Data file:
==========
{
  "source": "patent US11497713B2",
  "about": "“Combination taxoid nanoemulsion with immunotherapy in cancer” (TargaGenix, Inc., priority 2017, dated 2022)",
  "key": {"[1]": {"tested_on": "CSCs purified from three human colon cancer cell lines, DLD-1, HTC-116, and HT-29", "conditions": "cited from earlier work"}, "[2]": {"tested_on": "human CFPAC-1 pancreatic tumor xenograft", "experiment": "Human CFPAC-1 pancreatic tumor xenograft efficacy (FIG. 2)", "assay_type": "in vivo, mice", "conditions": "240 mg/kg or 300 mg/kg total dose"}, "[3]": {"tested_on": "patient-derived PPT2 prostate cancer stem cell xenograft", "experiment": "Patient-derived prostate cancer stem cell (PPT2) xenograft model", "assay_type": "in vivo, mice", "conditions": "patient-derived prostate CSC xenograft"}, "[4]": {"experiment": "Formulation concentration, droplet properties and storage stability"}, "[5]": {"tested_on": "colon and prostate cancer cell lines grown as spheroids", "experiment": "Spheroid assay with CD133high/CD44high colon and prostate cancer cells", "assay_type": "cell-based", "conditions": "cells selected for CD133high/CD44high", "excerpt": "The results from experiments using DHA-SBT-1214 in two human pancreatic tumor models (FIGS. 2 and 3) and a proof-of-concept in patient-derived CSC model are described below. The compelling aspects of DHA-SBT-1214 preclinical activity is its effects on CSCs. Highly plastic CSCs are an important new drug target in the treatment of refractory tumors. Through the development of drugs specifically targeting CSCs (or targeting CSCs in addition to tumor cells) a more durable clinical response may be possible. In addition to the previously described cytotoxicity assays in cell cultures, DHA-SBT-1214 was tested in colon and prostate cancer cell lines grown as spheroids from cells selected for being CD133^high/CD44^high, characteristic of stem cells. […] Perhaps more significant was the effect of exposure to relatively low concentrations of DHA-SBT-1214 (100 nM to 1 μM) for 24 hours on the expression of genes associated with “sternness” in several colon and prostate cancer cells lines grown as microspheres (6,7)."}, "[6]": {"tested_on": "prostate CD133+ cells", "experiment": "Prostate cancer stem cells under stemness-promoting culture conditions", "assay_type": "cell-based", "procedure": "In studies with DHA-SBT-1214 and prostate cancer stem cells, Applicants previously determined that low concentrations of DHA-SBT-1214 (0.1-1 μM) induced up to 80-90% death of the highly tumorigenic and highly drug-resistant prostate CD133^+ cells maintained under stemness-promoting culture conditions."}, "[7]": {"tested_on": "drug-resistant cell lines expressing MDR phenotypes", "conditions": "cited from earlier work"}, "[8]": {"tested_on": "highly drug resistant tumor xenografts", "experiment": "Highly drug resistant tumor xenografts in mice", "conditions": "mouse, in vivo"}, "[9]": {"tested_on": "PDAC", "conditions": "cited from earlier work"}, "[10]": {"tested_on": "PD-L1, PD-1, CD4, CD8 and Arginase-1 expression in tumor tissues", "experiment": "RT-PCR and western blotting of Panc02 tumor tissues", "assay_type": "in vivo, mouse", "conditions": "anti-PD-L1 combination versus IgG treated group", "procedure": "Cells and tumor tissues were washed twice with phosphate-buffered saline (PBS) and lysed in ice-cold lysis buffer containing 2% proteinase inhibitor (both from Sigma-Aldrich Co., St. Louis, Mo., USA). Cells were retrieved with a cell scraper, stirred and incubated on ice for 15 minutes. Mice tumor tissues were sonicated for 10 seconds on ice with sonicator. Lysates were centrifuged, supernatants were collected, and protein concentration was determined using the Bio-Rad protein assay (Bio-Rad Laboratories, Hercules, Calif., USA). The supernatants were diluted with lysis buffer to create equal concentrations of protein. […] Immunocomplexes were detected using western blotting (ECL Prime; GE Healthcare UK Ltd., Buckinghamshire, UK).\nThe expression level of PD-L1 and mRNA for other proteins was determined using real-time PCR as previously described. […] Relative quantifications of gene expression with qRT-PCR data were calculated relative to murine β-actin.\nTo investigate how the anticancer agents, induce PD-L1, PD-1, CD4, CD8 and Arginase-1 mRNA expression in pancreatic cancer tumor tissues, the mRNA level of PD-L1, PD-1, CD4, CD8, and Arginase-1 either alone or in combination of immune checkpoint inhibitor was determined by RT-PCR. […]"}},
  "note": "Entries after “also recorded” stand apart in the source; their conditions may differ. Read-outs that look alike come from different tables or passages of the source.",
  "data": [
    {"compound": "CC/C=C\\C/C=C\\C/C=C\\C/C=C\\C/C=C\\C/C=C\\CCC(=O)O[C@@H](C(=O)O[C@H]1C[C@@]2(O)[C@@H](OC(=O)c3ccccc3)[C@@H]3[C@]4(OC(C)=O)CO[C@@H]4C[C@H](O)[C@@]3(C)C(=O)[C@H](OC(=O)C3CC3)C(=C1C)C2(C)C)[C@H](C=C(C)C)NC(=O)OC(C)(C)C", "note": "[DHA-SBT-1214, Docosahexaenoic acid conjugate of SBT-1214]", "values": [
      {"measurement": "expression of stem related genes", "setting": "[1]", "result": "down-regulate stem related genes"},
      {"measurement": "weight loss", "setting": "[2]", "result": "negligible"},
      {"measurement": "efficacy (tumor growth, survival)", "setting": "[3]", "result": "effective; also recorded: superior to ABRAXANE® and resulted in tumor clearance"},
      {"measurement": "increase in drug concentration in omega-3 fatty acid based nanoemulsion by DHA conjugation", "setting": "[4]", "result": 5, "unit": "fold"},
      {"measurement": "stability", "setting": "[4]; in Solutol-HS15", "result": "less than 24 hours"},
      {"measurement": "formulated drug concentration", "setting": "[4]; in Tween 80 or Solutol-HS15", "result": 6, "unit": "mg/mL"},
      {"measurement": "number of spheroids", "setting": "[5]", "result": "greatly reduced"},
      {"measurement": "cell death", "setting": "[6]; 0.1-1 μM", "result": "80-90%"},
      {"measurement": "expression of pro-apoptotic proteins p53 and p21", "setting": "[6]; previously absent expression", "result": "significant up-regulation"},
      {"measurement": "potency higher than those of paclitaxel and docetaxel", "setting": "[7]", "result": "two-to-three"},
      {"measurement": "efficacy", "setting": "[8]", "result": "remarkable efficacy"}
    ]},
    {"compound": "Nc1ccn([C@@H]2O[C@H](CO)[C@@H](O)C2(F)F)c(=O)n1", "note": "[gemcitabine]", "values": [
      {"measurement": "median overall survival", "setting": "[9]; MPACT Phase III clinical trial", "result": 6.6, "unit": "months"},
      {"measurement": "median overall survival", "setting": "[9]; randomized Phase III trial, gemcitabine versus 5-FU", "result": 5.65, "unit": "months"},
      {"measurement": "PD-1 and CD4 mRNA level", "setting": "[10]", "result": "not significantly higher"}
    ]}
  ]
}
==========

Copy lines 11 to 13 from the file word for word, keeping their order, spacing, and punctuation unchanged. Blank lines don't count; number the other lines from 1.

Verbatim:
      {"measurement": "increase in drug concentration in omega-3 fatty acid based nanoemulsion by DHA conjugation", "setting": "[4]", "result": 5, "unit": "fold"},
      {"measurement": "stability", "setting": "[4]; in Solutol-HS15", "result": "less than 24 hours"},
      {"measurement": "formulated drug concentration", "setting": "[4]; in Tween 80 or Solutol-HS15", "result": 6, "unit": "mg/mL"},